You know, you've got to be somebody. You've got to stand for something. It's okay to be definable and predictable as long as you are defined as respectable, trustworthy, caring, indefatigable and dependable. Tall order? You bet. But a well thought out code of behavior (your personal core values), internalized over time because you tenaciously adhere to them regardless of obstacles, temptations and momentary failure, will get you there. They'll get you there because unlike the vast majority of sales folk, you will approach everyday with a purpose that fires your imagination and energizes every cell in your body. You will be a zealot, but not in the service of a polemic ideology, but rather in the service of the success of others, all others, everyone you interact with. And over time, I promise you will radiate that commitment, and your customers, and prospective customers will lower the buyer/seller barrier, and work with you to solve their problems which will inevitably involve you and your product or service as a meaningful part of the solution. YOUR FIRST CORE VALUE: SERVE DON'T SELL!
I'll bet I can find any number of chapters in any number of text books and "how to sell manuals" about how to get appointments with influentials via the telephone. I am convinced that no phone technique is more effective than a well researched reason to call and an introduction that includes the sincerely delivered phrase, "Mr. Jones, I am calling because I believe I can help you." Your time with Mr. Jones will be in his service.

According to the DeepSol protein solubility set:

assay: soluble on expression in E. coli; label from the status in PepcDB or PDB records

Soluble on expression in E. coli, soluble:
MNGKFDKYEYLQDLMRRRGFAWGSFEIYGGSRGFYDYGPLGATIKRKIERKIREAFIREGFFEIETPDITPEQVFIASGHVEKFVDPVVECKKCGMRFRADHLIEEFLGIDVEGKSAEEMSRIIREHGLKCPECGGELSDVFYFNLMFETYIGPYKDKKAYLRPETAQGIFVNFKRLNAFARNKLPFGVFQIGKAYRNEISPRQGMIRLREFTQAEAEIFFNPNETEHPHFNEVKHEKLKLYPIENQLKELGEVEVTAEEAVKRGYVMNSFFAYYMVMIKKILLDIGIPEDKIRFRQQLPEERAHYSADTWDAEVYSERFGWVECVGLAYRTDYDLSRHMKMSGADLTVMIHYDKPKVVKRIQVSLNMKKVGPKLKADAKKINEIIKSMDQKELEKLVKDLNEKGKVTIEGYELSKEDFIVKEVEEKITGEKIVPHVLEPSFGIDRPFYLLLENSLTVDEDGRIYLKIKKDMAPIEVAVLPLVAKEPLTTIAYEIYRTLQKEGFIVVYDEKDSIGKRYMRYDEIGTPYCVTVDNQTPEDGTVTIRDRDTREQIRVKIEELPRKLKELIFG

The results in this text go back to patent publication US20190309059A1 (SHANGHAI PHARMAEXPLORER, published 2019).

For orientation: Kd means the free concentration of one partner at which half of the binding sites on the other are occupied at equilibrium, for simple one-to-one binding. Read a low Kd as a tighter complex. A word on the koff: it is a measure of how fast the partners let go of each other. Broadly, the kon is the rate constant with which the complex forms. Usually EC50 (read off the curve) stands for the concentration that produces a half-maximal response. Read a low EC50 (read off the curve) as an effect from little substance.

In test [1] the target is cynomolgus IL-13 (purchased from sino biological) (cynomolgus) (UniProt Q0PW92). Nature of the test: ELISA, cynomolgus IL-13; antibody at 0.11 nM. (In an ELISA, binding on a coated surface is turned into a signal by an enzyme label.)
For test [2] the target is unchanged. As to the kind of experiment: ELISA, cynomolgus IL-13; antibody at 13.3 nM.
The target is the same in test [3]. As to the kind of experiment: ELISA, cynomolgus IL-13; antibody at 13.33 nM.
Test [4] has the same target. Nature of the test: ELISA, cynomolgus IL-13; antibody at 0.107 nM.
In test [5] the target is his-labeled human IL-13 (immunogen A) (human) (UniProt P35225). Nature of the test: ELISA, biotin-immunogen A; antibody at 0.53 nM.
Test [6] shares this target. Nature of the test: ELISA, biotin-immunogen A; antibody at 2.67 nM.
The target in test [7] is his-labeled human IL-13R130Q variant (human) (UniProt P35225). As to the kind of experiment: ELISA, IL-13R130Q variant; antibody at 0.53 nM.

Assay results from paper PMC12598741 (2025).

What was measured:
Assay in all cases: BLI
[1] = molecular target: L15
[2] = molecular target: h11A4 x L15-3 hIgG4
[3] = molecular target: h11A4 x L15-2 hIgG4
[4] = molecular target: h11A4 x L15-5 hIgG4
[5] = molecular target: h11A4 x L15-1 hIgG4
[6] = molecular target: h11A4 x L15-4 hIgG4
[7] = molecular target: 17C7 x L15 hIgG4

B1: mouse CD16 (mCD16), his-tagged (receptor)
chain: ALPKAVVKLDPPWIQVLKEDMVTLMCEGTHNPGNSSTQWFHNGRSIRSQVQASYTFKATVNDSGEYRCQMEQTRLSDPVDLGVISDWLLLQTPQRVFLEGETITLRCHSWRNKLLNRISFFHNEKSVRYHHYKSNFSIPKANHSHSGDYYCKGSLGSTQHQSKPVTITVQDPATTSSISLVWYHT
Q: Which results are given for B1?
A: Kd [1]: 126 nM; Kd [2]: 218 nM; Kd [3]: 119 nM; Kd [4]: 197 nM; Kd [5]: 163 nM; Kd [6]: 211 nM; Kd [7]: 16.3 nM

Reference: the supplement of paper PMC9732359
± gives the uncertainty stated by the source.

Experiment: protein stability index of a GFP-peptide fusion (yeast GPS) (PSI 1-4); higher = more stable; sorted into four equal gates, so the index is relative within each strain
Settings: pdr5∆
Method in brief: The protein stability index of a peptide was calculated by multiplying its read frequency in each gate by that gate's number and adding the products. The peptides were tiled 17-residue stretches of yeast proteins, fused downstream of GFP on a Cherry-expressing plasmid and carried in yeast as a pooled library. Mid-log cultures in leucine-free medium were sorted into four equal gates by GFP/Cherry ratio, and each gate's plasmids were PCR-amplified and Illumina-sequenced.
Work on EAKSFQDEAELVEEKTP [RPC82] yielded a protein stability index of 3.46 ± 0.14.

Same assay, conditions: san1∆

Did you know that in Feudal Japan, the second richest class of folk were the Samurai. The translation of "Samurai" is "one who serves." And serve they did. By dedicating their lives, quite literally, to service, they grew rich. Now these Samurai weren't punching time clocks, negotiating compensation or attending union meetings. They were too busy serving, parrying and thrusting. They weren't focused on how much commission they would earn each day. Rather they were focused on keeping the Boss alive and filling his coffers. But the Samurai got rich as incidental by-products of serving the master. If the Samurai mused or schemed for his own benefit as he defended his Lord and plundered, he'd likely miss a parry and lose a head. Again, by focusing instead on the service to be performed, he got rich. SUCCESS COMES FROM SERVICE TO OTHERS, FIRST AND WELL.
At AOL, Vice-Chairman Ted Leonsis struck me as having it right. During the post Internet implosion, when the entire sector was on a downward spiral, Leonis was addressing a meeting of some 250 managers. He said, "Listen every one. The Internet is not only still the wave of the future, it continues to change the way people organize their lives and communicate with each other. What we have to get back to," he continued, "is to re-learn how to love and serve our customers." Ted Leonsis understands that selfless service to others reaps the greatest rewards; first a fulfilling satisfaction of work well done for others--and quite incidentally, personal riches.
Great Selling! Uh, Serving.